Idaho Murder Survivor Fights to Stay Out of Court During Bryan Kohberger's Hearing
ATTORNEYS FOR THE ACCUSED KILLER ARE DEMANDING THAT ONE OF THE TWO SURVIVING ROOMMATES APPEAR.
Bryan Kohberger's day in court is quickly approaching, and his lawyers demand that a surprising individual appears in the Latah Country Courthouse. Kohberger, on trial for the stabbing murders of four University of Idaho students, Kaylee Goncalves, 21; Madison Mogen, 21; Xana Kernodle, 20; and Ethan Chapin, 20, has his preliminary hearing June 26, and his lawyers want one of the surviving roommates to testify on his behalf. However, she maintains that she has nothing to say that will support his innocence. Find out the latest on the Bryan Kohberger case by reading on.
Bethany Funke Has Filed a Motion to Squash a Subpoena Requiring Her to Give Testimony at the Preliminary Trial
Bethany Funke, one of only two survivors who lived in the off-campus home where her roommates were brutally killed, filed a motion last week in the Washoe County, Nevada district court to squash a subpoena requiring her to appear in court in Latah County, Idaho.
Per Funke's motion, the subpoena would require her to appear in court in Latah County, Idaho, in late June for Kohberger's hearing and possibly for the duration of a trial against him.
The Defense Wants Her to Testify About "Things She Heard and Things She Saw"
Criminal investigator Richard Bitonti signed an affidavit in March stating that Funke was in a first-floor bedroom of the apartment house when the murders took place. She was "interviewed by police on several occasions. She disclosed things she heard and things she saw," it says.
"Bethany Funke has information material to the charges against Mr. Kohberger; portions of information Ms. Funke has is exculpatory to the defendant. Ms. Funke's information is unique to her experiences and cannot be provided by another witness," it continues.
Her Lawyers Maintain Those Statements Are "Without Support"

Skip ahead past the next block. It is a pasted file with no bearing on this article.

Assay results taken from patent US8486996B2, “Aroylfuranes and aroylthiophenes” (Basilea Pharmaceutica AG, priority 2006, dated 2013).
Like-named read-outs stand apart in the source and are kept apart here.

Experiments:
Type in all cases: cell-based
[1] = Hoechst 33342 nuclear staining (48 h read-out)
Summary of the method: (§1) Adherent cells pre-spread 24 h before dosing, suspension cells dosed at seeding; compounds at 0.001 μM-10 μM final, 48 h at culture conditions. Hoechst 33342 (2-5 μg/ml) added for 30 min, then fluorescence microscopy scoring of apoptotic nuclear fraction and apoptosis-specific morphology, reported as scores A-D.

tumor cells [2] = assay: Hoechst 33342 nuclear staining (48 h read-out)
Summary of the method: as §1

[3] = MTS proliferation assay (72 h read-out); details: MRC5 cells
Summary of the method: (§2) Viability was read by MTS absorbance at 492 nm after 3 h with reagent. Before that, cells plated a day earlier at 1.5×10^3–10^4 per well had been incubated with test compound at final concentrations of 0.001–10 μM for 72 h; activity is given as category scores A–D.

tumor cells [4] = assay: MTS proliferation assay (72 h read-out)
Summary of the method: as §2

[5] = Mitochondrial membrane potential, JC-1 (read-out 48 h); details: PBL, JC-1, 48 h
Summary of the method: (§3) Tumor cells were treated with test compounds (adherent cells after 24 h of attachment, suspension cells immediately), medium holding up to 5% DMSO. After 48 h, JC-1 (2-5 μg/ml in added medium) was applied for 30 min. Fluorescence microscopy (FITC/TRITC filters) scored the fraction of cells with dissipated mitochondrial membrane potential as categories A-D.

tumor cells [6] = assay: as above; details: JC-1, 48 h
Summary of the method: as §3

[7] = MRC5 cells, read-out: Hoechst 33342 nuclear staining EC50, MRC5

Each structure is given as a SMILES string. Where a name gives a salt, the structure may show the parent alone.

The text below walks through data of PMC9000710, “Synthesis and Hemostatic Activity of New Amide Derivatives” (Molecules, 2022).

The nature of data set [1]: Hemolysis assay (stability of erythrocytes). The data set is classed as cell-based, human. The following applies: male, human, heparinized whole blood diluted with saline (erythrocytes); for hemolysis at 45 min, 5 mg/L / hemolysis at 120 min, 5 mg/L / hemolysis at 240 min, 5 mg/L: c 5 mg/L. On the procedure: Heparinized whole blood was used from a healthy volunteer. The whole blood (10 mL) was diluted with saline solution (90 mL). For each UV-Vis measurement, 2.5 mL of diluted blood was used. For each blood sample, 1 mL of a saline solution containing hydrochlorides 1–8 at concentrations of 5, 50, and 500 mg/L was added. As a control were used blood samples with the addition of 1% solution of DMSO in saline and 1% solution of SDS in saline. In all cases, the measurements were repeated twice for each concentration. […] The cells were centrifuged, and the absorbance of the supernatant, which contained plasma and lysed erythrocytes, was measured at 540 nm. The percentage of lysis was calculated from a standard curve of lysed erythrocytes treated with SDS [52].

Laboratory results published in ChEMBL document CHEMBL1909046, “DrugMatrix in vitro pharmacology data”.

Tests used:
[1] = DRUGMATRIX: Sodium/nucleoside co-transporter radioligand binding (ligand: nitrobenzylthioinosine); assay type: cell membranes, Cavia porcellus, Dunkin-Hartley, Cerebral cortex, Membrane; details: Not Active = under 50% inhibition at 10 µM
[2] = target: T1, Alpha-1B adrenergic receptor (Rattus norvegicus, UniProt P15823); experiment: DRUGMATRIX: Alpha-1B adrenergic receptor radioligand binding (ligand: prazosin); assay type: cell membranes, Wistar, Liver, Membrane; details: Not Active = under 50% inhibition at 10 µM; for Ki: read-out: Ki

However, in Funke's motion to quash the subpoena, her lawyers state that statements in the affidavit are "without support and there is no further information or detail pertaining to the substance of this testimony, its materiality or the alleged exculpatory information of Ms. Funke or why it would be entertained at preliminary hearing."
Her lawyers also state in the motion that the subpoena was issued without first allowing Funke to open up about her concerns and that there is "no authority for an Idaho criminal defendant to summon a Nevada witness to Idaho for preliminary hearing."
Her lawyers claim that even if she does have any evidence that could clear Kohberger's name, she should not have to appear at a preliminary trial. Instead, it should be presented at the actual trial.
Little is known about the information Funke provided investigators, as a gag order has been issued by the judge preventing anyone involved from discussing the case. Most of the information provided in the probable cause affidavit were statements made by the other surviving roommate, Taylor Mortensen.
She Agreed to Do an Interview with Kohberger's Lawyers Instead of Court
In court documents filed Wednesday, it was revealed that the lawyers came to an agreement. Instead of Funke having to show up in court, she agreed to do an interview with Kohberger's counsel in Reno, Nevada.
On Monday night, the Idaho Supreme Court rejected a request by 30 news outlets to lift the gag order in the case, prohibiting attorneys, prosecutors, law enforcement agencies, and people involved in the case, including the survivors and the families of the victims, from talking about the case to the news outlets.
The judge didn't note whether or not he believed the gag order violated the First Amendment. "This Court has long respected the media's role in our constitutional republic, and honored the promises in both the Idaho Constitution and First Amendment to the U.S. Constitution," Justice Gregory Moeller wrote in the decision, adding that the decision should be up to the judge magistrate who issued the gag order.